Houston we have a problem!
A black 1961 Corvette restomod was on a four-post lift at Houston Corvette Service when a bolt sheared from one of the pulleys and the lift collapsed. With the Corvette now at risk, the owner came up with an ingenious plan to save the car and the lift without any further damage.
We first saw the video clip of the 1961 perched precariously on a broken four-post lift on the shop’s facebook page over the weekend. We reached out to Houston Corvette Service and heard back from Gordon Andrus who explained how they were able to save the Corvette from any further damage:
This happened Friday afternoon at 5 p.m. Once we made sure that the lift and the car on top would not move I declared a stop until I could decide how to fix this. I considered using a couple of fork lifts to raise the lift, but we had an issue with one wall being in the way. On Saturday morning our favorite flat bed wrecker driver came by to pick up a car. We measured the width of the bed and width of the lift and realized we might be able to back the wrecker up to the lift, extend the bed of the wrecker at an angle under the lift and raise it.
It actually worked! We got the lift back so that it was level and sitting on the steel locks. However, our car was still sitting in between the ramps. Compounding the problem was that the car [a 1961 Corvette Resto Rod] which was in the final stages of restoration had no wheels and tires and had been sitting on the ramps on wooden blocks. Therefore, with the lift in a safe mode, we had to jack up the car while in its unsafe position so that we could put some wheels on it and then slide it over to the ramps. By strapping down the car with tie down straps we kept one end of the car fixed while jacking up the other end with a large transmission jack which sits on wheels and shoving it into position. Finally, with the car now fitted with wheels and tires, sitting on the ramps of the lift, we were able to roll it off the lift and onto the wrecker flat bed. Off loading that gave us a tremendous sense of relief as we inspected the car.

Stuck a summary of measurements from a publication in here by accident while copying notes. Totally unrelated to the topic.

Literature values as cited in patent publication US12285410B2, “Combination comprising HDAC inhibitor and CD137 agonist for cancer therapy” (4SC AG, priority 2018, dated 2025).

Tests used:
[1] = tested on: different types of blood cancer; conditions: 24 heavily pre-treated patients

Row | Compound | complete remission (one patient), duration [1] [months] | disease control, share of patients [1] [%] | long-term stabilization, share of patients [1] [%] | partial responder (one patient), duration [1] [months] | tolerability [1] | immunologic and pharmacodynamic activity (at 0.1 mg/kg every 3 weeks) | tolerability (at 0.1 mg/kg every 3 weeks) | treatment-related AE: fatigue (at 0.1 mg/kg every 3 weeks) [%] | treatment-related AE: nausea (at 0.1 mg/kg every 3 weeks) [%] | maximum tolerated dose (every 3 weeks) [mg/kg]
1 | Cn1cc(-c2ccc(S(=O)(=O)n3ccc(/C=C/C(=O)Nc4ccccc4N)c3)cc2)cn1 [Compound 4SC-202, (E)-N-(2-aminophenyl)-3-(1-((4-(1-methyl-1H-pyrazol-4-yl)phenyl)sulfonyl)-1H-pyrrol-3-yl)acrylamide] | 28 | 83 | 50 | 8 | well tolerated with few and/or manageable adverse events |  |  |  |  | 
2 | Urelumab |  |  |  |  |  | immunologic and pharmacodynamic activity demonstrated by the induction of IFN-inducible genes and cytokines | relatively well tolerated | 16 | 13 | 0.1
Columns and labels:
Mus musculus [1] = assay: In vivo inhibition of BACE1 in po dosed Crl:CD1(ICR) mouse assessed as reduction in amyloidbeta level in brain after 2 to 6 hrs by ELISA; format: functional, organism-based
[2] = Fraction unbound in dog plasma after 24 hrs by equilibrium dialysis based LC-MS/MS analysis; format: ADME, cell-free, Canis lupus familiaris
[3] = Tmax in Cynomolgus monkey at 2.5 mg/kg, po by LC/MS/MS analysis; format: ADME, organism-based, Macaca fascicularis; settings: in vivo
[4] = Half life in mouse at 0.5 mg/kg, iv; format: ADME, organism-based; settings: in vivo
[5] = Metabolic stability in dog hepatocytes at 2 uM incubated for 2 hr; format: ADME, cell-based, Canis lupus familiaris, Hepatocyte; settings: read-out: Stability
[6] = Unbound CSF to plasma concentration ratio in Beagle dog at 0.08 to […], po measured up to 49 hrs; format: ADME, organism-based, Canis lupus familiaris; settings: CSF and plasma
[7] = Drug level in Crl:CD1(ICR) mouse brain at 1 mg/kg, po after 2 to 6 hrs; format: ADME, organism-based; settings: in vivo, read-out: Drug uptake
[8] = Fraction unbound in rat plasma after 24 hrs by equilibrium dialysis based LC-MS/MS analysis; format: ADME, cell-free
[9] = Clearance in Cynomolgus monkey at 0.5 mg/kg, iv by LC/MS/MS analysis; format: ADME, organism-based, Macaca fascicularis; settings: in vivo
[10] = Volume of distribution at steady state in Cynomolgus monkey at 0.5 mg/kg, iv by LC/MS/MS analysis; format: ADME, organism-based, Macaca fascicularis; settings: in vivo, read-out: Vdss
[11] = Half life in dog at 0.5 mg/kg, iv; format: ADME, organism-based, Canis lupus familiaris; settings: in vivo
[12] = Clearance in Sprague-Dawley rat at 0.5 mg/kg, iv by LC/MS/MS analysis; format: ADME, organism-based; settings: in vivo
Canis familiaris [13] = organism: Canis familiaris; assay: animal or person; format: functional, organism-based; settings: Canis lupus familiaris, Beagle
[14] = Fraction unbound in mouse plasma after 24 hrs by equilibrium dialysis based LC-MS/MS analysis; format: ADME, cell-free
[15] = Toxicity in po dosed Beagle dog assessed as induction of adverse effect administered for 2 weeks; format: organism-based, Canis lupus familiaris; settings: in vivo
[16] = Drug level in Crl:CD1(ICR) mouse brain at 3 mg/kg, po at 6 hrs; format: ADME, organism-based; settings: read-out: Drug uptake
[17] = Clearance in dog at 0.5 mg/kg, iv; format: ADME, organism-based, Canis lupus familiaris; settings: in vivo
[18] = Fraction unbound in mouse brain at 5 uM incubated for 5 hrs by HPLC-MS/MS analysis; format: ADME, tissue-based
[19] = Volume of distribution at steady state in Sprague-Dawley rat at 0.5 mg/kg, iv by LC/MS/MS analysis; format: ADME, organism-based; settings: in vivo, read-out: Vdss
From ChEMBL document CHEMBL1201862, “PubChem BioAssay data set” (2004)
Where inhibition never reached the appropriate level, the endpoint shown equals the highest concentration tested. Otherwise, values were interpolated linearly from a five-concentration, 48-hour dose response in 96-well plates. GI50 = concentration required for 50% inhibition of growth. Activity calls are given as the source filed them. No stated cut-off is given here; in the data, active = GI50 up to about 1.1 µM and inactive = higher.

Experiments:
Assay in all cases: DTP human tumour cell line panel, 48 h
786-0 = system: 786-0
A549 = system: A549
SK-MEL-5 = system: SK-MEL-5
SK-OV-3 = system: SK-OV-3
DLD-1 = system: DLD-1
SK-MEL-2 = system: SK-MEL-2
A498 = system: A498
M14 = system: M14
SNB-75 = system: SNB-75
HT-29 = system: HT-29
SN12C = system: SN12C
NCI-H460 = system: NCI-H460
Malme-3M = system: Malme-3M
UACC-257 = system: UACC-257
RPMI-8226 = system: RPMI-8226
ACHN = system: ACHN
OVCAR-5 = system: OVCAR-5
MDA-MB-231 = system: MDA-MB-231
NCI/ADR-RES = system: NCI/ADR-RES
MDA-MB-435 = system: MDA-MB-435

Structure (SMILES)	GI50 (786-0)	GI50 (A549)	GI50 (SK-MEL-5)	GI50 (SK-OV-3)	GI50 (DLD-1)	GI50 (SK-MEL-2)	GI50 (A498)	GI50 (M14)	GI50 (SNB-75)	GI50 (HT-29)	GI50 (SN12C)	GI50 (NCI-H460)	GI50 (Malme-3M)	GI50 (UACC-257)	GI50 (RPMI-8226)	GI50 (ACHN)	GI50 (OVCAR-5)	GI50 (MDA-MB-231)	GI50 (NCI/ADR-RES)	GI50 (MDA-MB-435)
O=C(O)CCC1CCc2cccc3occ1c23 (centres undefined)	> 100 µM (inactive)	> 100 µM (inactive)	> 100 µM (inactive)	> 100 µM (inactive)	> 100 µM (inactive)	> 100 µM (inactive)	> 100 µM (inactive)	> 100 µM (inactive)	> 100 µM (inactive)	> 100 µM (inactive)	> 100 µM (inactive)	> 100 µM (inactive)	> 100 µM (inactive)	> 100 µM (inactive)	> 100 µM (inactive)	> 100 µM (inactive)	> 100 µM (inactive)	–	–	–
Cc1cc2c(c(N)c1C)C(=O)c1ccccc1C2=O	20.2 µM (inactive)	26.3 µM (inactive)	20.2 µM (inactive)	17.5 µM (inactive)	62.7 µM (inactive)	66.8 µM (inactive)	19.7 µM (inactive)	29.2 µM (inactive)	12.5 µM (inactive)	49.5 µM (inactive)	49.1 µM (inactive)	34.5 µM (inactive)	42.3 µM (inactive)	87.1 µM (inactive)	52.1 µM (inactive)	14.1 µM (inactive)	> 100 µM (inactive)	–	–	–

Damage? Yes, a little. Left rear bumper needs to be re-chromed. The right rear quarter, under the bumper suffered minor fiberglass damage. Really, a miracle that it wasn’t far worse.
Here is video from the rescue:
The after pictures show the Corvette looking pretty good considering what could have been it’s fate. And once the car was off the lift, Gordon was able to see the point of failure.
Gordon tells us the moral of this story is to inspect your lifts regularly. He thinks a bushing on one of the pulleys may have worn which slowly ground down the bolt to the point of failure. He also adds that you never want to be under it when it’s in motion and always make sure the lift is on its safety stops when finished.
Houston Corvette Service